Nineteen local nurses have been selected to work in Trinidad and Tobago and could leave before the end of this year.
Acting Senior Executive Officer of the Ministry of Health Beverly Felix told St. Lucia News Online (SNO) in an interview today that the ministry is currently preparing documentation to send off the successful applicants.
The ministry, she said, was given three months to complete the entire process. A majority of local nurses are Cuban-trained.
Felix told SNO that the recruitment process was encouraging, but the only factor that created a barrier for some nurses was the criteria for eligibility.
She explained that it was a requirement to pass the regional examinations and registered with the Nursing Council of St. Lucia.
“Many of them were not successful in their exams and were not eligible for the opportunity in Trinidad,” she stated.
Asked whether this would encourage persons to work harder, she said it would, but according to her, the examination is a very rigid and challenging one.
“It doesn’t really speak to whether people can work hard or not, but it is challenging,” the official told SNO.
Felix said most student nurses sit the exam twice, explaining that the standard is very high. “That is one of the things that was pleasing to the Trinidadian team because they hold their nurses at a similar standard.”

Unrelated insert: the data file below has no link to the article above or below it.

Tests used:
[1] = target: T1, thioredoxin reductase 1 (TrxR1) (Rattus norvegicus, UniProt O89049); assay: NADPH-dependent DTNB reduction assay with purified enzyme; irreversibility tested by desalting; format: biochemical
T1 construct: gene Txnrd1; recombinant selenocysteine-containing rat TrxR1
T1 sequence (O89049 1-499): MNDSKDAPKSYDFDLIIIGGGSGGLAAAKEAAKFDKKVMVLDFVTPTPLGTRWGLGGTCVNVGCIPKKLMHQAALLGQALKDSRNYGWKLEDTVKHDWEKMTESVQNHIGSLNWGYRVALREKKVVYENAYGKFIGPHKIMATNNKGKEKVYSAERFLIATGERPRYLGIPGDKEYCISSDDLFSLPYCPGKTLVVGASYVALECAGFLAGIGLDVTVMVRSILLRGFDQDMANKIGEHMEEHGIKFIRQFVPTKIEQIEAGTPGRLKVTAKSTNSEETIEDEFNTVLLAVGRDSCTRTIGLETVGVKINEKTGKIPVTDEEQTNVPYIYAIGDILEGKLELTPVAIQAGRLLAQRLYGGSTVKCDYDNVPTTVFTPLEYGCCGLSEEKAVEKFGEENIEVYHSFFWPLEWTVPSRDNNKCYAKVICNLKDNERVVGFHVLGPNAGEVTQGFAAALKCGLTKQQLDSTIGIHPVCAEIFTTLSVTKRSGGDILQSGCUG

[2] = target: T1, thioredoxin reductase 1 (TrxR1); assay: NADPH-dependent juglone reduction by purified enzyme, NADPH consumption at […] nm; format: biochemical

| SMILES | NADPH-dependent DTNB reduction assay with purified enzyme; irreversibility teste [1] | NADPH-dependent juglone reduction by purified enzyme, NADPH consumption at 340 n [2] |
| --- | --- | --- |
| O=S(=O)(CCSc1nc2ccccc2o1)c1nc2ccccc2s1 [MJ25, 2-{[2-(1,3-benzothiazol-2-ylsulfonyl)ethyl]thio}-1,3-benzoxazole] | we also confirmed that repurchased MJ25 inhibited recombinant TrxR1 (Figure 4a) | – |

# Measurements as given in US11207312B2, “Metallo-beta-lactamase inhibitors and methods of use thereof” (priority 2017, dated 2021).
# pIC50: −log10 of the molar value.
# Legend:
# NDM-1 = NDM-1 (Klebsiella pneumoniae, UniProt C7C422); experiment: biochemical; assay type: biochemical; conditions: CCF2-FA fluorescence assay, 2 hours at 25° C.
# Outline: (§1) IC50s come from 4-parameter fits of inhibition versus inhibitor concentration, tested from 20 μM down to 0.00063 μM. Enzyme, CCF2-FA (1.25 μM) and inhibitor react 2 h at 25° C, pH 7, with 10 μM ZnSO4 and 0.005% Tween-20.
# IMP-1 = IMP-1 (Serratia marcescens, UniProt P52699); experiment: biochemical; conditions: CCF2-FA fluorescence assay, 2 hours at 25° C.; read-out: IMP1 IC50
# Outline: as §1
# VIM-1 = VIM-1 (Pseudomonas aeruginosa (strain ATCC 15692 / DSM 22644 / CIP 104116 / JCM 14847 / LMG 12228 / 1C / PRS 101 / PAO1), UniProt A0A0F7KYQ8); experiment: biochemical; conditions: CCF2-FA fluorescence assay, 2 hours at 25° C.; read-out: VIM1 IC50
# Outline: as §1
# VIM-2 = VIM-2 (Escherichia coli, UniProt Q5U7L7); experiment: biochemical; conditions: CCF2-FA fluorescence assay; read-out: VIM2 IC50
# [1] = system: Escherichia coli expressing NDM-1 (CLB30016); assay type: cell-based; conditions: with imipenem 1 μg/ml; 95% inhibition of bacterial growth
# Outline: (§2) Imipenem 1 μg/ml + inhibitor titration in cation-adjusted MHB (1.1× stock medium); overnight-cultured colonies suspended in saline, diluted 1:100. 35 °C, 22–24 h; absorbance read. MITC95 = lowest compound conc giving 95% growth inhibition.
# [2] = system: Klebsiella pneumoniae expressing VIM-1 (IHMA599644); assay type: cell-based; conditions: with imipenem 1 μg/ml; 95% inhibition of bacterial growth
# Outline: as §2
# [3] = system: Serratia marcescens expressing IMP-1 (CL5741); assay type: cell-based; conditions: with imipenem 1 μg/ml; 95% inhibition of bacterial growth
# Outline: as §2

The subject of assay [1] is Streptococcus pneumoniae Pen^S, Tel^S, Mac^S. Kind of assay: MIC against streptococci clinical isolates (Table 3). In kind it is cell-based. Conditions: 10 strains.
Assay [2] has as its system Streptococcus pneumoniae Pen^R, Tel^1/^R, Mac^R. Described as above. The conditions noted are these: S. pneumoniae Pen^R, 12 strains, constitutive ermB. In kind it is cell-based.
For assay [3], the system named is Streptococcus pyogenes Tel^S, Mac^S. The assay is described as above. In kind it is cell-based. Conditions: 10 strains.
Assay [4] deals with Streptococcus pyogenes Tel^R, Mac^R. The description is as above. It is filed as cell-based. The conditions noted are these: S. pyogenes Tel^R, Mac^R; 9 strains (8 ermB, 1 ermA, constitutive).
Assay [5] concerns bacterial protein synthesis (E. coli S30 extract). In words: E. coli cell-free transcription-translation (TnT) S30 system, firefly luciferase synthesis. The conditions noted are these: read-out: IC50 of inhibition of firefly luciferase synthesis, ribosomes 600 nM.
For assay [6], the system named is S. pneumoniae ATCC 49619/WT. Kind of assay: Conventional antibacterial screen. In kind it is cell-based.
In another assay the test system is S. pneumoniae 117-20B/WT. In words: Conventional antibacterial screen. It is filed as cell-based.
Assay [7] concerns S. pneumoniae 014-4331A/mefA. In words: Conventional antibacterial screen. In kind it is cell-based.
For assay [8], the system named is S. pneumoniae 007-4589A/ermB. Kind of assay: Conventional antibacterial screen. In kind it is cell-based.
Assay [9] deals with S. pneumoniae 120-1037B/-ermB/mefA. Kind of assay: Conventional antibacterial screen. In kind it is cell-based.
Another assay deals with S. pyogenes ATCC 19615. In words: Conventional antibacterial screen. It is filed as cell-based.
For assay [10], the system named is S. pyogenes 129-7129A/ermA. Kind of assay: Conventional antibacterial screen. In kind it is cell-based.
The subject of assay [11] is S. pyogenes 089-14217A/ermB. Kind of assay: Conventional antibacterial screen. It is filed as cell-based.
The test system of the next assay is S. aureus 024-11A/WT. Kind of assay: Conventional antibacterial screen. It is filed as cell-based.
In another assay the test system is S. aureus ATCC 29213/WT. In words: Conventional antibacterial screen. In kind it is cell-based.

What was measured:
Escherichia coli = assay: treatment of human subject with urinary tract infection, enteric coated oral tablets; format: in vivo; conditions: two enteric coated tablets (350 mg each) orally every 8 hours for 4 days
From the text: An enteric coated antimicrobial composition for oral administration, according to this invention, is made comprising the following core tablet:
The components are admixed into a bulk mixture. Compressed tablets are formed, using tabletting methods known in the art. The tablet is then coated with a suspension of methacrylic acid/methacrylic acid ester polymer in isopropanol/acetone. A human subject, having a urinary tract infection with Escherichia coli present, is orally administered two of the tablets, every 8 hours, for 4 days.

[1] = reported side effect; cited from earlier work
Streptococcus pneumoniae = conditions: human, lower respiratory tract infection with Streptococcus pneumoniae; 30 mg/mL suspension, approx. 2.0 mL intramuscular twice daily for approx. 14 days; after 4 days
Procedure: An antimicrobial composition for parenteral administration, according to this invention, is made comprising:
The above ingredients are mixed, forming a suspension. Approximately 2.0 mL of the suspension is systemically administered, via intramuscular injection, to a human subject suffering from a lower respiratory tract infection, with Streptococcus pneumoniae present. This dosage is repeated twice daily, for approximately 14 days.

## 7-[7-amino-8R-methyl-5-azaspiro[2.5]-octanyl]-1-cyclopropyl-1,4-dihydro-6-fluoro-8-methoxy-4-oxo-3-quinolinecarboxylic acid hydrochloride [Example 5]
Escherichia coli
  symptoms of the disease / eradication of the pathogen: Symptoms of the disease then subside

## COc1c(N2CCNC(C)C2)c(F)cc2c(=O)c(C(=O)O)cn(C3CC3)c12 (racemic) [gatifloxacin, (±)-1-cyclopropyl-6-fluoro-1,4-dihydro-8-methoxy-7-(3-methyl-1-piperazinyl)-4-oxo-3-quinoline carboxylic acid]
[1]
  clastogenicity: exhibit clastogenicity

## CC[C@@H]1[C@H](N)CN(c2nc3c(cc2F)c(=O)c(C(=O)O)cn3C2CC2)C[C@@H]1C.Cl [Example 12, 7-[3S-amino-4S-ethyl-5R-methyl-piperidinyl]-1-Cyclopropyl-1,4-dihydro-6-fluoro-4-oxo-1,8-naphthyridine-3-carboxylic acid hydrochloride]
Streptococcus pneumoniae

It is hoped that the local batch of nurses will gain more experience, while earning a monthly income.
While the Trinidadian team has hinted that they may return in search for more nurses in the future, Felix said discussion in that regard have not commenced.
“For now they are looking at the current set and making sure that everything is in place for them to start working in Trinidad,” she added.
The nurses will be placed to work in teaching hospitals during their stint in the twin-island republic. There are currently three such hospitals there.
The initiative will see local St. Lucian-registered nurses being employed to work in Trinidad and Tobago for a minimum period of two years.
While there have been criticisms about this move, Health Minister Alvina Reynolds has stated that the initiative is to create opportunities for local nurses who are unemployed, but have the requisite qualifications.
Reynolds said the island is faced with a surplus of nurses, especially with a number of nurses having returned from Cuba recently. While on the other hand, each year, more student nurses continue to graduate from local universities.
The St. Lucia Nurses Association (SLNA) has argued that while the organisation is not against having nurses employed, government should seek to employ these nurses, claiming that there is a shortage right here.